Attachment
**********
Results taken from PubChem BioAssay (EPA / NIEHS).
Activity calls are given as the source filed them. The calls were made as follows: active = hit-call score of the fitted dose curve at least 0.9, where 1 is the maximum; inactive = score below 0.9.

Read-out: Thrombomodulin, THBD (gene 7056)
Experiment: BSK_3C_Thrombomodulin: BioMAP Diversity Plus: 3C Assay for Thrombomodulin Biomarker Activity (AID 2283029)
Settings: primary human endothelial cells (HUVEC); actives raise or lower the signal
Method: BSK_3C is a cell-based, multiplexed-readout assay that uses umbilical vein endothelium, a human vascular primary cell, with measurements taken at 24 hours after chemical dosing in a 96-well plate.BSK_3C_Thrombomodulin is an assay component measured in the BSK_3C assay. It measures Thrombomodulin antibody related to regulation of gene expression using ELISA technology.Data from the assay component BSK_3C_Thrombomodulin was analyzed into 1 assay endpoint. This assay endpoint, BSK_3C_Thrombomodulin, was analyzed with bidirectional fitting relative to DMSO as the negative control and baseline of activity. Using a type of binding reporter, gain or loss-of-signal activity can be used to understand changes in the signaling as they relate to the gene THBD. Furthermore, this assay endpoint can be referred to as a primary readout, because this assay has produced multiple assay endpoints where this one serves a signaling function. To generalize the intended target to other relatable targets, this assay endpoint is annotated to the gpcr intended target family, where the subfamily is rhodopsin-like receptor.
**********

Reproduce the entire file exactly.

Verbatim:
Results taken from PubChem BioAssay (EPA / NIEHS).
Activity calls are given as the source filed them. The calls were made as follows: active = hit-call score of the fitted dose curve at least 0.9, where 1 is the maximum; inactive = score below 0.9.

Read-out: Thrombomodulin, THBD (gene 7056)
Experiment: BSK_3C_Thrombomodulin: BioMAP Diversity Plus: 3C Assay for Thrombomodulin Biomarker Activity (AID 2283029)
Settings: primary human endothelial cells (HUVEC); actives raise or lower the signal
Method: BSK_3C is a cell-based, multiplexed-readout assay that uses umbilical vein endothelium, a human vascular primary cell, with measurements taken at 24 hours after chemical dosing in a 96-well plate.BSK_3C_Thrombomodulin is an assay component measured in the BSK_3C assay. It measures Thrombomodulin antibody related to regulation of gene expression using ELISA technology.Data from the assay component BSK_3C_Thrombomodulin was analyzed into 1 assay endpoint. This assay endpoint, BSK_3C_Thrombomodulin, was analyzed with bidirectional fitting relative to DMSO as the negative control and baseline of activity. Using a type of binding reporter, gain or loss-of-signal activity can be used to understand changes in the signaling as they relate to the gene THBD. Furthermore, this assay endpoint can be referred to as a primary readout, because this assay has produced multiple assay endpoints where this one serves a signaling function. To generalize the intended target to other relatable targets, this assay endpoint is annotated to the gpcr intended target family, where the subfamily is rhodopsin-like receptor.